I’m reading a truly extraordinary book. It’s the record of a journey on foot through a part of the world that I love – the coast of East Anglia from Suffolk to Norfolk. The author is a German academic who settled in Britain (and taught at the University of East Anglia). He died in 2001.
As he walks through this landscape, Sebald takes his reader on entrancing, serendipitous digressions through history and literature. In Lowestoft, for example, he is reminded of Joseph Conrad, and there then follows an absorbing meditation on Conrad’s life and the experiences which led to The Heart of Darkness — and thence to an equally absorbing digression into the life and death of Roger Casement. (The common link, of course, is the Congo and the brutality of Belgian colonialism which so shocked and horrified both men.) I’m continually astonished by the extent of Sebald’s erudition: his is the best-stocked mind I have ever encountered, with the possible exception of Frank Kermode’s.
I’ve just reached the point where Sebald arrives in Dunwich, a village with an intriguing history.
The Dunwich of the present day is what remains of what was one of the most important ports of Europe in the Middle Ages. There were more than fifty churches, monasteries and convents, and hospitals here; there were shipyards and fortifications and a fisheries and merchant fleet of eighty vessels; and there were dozens of windmills… The parish churches of St James, St Leonard, St Martin, St Bartholomew, St Michael, St Patrick, St Mary, St John, St Peter, St Nicholas and St Felix, one after the other, toppled down the steadily-receding cliff-face and sank in the depths, along with the earth and stone of which the town had been built. All that survived, strange to say, were the walled well-shafts, which, for centuries, freed of what had once enclosed them, rose aloft like the chimney stacks of some subterranean smithy, as various chronicles report, until in due course these symbols of the vanished town also fell down.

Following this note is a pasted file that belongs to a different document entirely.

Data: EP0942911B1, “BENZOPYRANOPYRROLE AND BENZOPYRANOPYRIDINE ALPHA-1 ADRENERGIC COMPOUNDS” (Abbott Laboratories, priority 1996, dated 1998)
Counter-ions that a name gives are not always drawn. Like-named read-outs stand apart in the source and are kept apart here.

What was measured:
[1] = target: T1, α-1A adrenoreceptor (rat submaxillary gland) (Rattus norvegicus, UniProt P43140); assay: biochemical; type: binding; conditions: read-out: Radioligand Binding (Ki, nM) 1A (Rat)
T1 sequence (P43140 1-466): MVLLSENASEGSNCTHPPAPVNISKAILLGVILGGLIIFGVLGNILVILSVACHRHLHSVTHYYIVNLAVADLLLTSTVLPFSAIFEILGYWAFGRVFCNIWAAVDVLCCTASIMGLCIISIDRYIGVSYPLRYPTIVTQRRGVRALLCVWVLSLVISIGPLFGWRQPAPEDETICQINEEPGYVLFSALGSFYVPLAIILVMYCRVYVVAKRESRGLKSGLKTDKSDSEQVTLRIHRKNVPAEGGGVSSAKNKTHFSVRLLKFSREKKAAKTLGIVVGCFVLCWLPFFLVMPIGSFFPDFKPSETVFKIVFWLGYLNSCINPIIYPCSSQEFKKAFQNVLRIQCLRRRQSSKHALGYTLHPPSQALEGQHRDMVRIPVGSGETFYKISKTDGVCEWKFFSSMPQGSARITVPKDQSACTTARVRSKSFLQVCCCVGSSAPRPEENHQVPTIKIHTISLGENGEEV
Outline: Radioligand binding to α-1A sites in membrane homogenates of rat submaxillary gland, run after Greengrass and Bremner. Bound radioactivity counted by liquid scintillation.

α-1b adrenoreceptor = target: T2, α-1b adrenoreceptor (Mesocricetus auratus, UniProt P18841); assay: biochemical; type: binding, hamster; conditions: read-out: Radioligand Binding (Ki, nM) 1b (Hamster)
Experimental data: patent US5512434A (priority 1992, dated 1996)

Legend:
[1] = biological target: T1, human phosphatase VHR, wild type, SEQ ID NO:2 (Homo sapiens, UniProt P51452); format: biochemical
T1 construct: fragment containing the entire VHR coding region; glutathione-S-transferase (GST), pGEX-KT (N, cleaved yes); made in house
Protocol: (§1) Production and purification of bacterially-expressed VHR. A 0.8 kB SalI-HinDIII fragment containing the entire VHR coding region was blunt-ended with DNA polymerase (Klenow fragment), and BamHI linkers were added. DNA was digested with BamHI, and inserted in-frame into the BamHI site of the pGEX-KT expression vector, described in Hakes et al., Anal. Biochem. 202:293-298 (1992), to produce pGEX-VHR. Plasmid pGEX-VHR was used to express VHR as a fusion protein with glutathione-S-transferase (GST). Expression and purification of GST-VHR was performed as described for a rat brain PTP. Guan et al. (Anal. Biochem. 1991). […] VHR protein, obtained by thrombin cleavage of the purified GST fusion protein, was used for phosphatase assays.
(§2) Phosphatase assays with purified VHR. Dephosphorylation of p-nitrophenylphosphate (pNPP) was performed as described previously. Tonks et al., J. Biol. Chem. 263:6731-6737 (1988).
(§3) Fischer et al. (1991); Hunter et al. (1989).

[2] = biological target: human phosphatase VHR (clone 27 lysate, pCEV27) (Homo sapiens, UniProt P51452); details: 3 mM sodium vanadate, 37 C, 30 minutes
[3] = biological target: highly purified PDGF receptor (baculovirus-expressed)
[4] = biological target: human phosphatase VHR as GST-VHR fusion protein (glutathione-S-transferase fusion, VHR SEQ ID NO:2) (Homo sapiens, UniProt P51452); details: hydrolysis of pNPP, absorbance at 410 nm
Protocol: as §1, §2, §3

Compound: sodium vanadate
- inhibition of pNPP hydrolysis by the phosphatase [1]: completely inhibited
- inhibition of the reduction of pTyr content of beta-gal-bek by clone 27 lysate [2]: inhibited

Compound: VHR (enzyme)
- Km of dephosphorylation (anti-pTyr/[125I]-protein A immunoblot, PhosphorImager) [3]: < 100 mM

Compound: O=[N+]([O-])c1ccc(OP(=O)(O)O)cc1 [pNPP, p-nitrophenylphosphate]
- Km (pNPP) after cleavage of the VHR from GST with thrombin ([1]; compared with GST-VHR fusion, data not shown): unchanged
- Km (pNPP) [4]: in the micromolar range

Moving on from Dunwich, he meditates on the fact that most of the countryside inland from the coast was once forest, and on the way industrialisation and agriculture gradually deforested Britain – and on how this ‘progress’ is currently being re-enacted in Latin America and the tropics generally.
It is not for nothing that Brazil owes its name to the French word for charcoal. Our spread over the earth was fuelled by reducing the higher species of vegetation to charcoal, by incessantly burning whatever would burn. From the first smouldering taper to the elegant lanterns whose light reverberated around eighteenth-century courtyards and from the mild radiance of these lanterns to the unearthly glow of the sodium lamps that line the Belgian motorways, it has all been combustion. Combustion is the hidden principle behind every artefact we create. The making of a fish-hook, manufacture of a china cup, or production of a television programme, all depend on the same process of combustion. Like our bodies and like our desires, the machines we have devised are possessed of a heart which is slowly reduced to embers…
The only problem with this entrancing book is that it has to come to an end — on page 296. Still, I’m only on page 170 at the moment.